SF: Oh yeah, if you think about it the ‘50s and ‘60s are all about consumer culture, commoditization. You are no longer defined by what you do, as much as by what you buy, wear and what you eat. With that comes all these pressures to look and be a certain way. Weight watchers, Jean Nidetch founded that in 1962. As we have this new shift in culture from identifying yourself as a craftsman or as a wife, you become defined by what you have and by what society thinks of you. With this, the diet industry definitely starts to take off. The diet industry has been around since Victorian times, with certain body types promoted over others. Society began telling people this is what you should be. Yet, in the ‘50s you see a shift; the idea remains that you should look like something, but that something can change a little bit. For example in the ‘50s you had Marilyn Monroe as an idol. Yet, only ten years later, this idea reverses, as Twiggy becomes the new fashion idol. This shows how the industry is telling women how to feel about their bodies. What’s in one year is not in three years later.


KB: How did that affect ones own perception of their body?


SF: Oh sure, yeah the idea of having standards that you have to meet was present. When everyone was telling you, you should really be curvier, have a bigger bosom, bigger hips and a tiny waist, if you happen to carry weight in your stomach, then you are made to feel like not enough, not good enough and you internalize that. There is a great piece I found when I was looking at those Lady’s Home Journal articles where the son of one of the publishers wrote a feature piece about how he did reducing for a year. It’s so focused on this guy who is maybe 17-18, following how he felt like he was a, “blimpo”, “loser” kind of guy when he was overweight and his transition to becoming a thin guy and what that meant. The language that he uses in that article, if you strip out the 1950s, gee-wizo kind of stuff, is the same language that you would hear on The Biggest Loser today.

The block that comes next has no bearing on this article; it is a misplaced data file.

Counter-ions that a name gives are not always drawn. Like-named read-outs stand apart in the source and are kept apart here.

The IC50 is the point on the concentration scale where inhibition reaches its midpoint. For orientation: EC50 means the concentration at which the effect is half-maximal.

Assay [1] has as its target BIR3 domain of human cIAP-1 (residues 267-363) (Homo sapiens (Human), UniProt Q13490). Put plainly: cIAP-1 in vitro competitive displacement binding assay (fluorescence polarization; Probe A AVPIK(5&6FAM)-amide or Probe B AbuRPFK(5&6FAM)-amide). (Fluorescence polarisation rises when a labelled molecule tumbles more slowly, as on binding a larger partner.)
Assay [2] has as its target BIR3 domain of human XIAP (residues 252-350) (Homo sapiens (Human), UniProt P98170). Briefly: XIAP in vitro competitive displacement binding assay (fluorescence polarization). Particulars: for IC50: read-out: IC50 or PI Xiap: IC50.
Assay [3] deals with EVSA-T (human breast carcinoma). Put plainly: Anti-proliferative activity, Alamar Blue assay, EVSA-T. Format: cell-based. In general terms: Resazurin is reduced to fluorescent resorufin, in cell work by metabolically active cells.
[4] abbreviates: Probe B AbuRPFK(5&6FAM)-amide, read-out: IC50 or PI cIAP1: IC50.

KB: What role do you feel food plays into fat shame?


SF: Throughout history its always seen, if something is an indulgence, fat, food, sex, drugs, alcohol, its all that there is a category of people who enjoy this excess and revel in it. Food itself, its difficult. The people who are fat shaming are often unhappy, usually with something about themselves, so they want to project it on someone else who has a physically marked difference. In this circumstance, that marked difference is the fat. If a person is trying to fat shame someone by saying for example, you really shouldn’t have that fried chicken, you have to ask what is the fat shaming person’s relationship to that food? Do they [the person who is shaming] want that food? Or have they now made that food an object of complete disgust that is going into someone else’s disgusting body. In essence, they have melded the food and the disgust together. The relationship is very dynamic. Are they seeing the food, the person or has it just become one thing?


KB: Do you feel you have been able to break through the mindset, that health equals thin, with your students?


SF: A healthy body is a body that you feel healthy in. That is the message I am trying to give them. Food is not the enemy. Bodies are bodies, and their job is to get us around and do stuff. Someone who is anorexic and their period has stopped and has 5% body fat is at the same risk as someone who is overweight and is having joint problems or shortness of breath. All you can do is talk about it. It is hard and it’s a big problem and it’s something too that fat studies and fat acceptance is a really small niche in the whole discussion. Probably less than 10% of the population, in academia as well as the real world, are saying fat is ok, vs. the other 90% who still believe, and are promoting the idea that fat people need to change.